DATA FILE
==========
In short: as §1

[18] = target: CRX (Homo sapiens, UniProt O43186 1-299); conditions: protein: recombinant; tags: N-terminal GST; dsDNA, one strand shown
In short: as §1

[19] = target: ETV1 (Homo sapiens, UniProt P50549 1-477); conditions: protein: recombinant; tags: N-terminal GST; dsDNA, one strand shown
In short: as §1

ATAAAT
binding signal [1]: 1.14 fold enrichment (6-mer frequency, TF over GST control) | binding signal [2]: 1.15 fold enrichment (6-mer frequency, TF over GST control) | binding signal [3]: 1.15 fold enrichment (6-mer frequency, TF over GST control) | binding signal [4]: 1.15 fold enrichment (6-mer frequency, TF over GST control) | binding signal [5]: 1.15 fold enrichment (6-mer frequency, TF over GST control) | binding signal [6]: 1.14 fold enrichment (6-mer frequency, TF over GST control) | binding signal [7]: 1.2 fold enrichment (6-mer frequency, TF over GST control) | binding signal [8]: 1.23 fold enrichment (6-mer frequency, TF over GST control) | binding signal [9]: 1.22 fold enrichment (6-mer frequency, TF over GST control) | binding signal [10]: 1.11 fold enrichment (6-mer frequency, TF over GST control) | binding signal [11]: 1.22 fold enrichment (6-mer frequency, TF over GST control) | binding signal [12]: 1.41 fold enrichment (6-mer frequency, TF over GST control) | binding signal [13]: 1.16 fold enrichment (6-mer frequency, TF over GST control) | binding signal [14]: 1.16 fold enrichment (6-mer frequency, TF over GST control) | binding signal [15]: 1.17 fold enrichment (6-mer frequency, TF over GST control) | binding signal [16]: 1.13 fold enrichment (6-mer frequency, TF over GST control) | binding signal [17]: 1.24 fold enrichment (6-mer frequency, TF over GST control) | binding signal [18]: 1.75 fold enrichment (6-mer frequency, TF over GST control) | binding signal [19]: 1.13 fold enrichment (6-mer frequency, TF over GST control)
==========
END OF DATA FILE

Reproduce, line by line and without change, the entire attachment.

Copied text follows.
In short: as §1

[18] = target: CRX (Homo sapiens, UniProt O43186 1-299); conditions: protein: recombinant; tags: N-terminal GST; dsDNA, one strand shown
In short: as §1

[19] = target: ETV1 (Homo sapiens, UniProt P50549 1-477); conditions: protein: recombinant; tags: N-terminal GST; dsDNA, one strand shown
In short: as §1

ATAAAT
binding signal [1]: 1.14 fold enrichment (6-mer frequency, TF over GST control) | binding signal [2]: 1.15 fold enrichment (6-mer frequency, TF over GST control) | binding signal [3]: 1.15 fold enrichment (6-mer frequency, TF over GST control) | binding signal [4]: 1.15 fold enrichment (6-mer frequency, TF over GST control) | binding signal [5]: 1.15 fold enrichment (6-mer frequency, TF over GST control) | binding signal [6]: 1.14 fold enrichment (6-mer frequency, TF over GST control) | binding signal [7]: 1.2 fold enrichment (6-mer frequency, TF over GST control) | binding signal [8]: 1.23 fold enrichment (6-mer frequency, TF over GST control) | binding signal [9]: 1.22 fold enrichment (6-mer frequency, TF over GST control) | binding signal [10]: 1.11 fold enrichment (6-mer frequency, TF over GST control) | binding signal [11]: 1.22 fold enrichment (6-mer frequency, TF over GST control) | binding signal [12]: 1.41 fold enrichment (6-mer frequency, TF over GST control) | binding signal [13]: 1.16 fold enrichment (6-mer frequency, TF over GST control) | binding signal [14]: 1.16 fold enrichment (6-mer frequency, TF over GST control) | binding signal [15]: 1.17 fold enrichment (6-mer frequency, TF over GST control) | binding signal [16]: 1.13 fold enrichment (6-mer frequency, TF over GST control) | binding signal [17]: 1.24 fold enrichment (6-mer frequency, TF over GST control) | binding signal [18]: 1.75 fold enrichment (6-mer frequency, TF over GST control) | binding signal [19]: 1.13 fold enrichment (6-mer frequency, TF over GST control)